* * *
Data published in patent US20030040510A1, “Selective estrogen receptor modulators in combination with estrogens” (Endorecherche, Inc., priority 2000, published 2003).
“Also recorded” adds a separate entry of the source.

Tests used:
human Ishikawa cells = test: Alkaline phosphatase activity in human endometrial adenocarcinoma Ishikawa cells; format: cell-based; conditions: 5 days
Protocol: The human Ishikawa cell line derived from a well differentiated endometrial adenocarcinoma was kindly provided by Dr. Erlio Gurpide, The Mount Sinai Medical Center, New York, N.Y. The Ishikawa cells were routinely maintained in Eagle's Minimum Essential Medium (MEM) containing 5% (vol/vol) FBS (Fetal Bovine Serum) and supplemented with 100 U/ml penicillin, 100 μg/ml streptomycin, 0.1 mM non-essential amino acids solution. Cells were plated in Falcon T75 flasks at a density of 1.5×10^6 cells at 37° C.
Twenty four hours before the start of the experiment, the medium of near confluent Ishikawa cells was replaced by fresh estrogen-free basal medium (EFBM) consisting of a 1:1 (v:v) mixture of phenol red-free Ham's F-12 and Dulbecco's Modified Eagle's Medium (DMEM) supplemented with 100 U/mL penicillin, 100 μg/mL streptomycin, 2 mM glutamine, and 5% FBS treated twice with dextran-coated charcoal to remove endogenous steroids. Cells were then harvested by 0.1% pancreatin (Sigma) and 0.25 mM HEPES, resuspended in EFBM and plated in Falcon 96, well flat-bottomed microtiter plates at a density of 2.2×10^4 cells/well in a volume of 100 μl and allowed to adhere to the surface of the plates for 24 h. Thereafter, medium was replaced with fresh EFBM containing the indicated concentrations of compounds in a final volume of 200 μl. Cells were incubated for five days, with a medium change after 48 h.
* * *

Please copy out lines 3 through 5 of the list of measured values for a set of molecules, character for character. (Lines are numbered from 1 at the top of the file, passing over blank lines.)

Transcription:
Tests used:
human Ishikawa cells = test: Alkaline phosphatase activity in human endometrial adenocarcinoma Ishikawa cells; format: cell-based; conditions: 5 days
Protocol: The human Ishikawa cell line derived from a well differentiated endometrial adenocarcinoma was kindly provided by Dr. Erlio Gurpide, The Mount Sinai Medical Center, New York, N.Y. The Ishikawa cells were routinely maintained in Eagle's Minimum Essential Medium (MEM) containing 5% (vol/vol) FBS (Fetal Bovine Serum) and supplemented with 100 U/ml penicillin, 100 μg/ml streptomycin, 0.1 mM non-essential amino acids solution. Cells were plated in Falcon T75 flasks at a density of 1.5×10^6 cells at 37° C.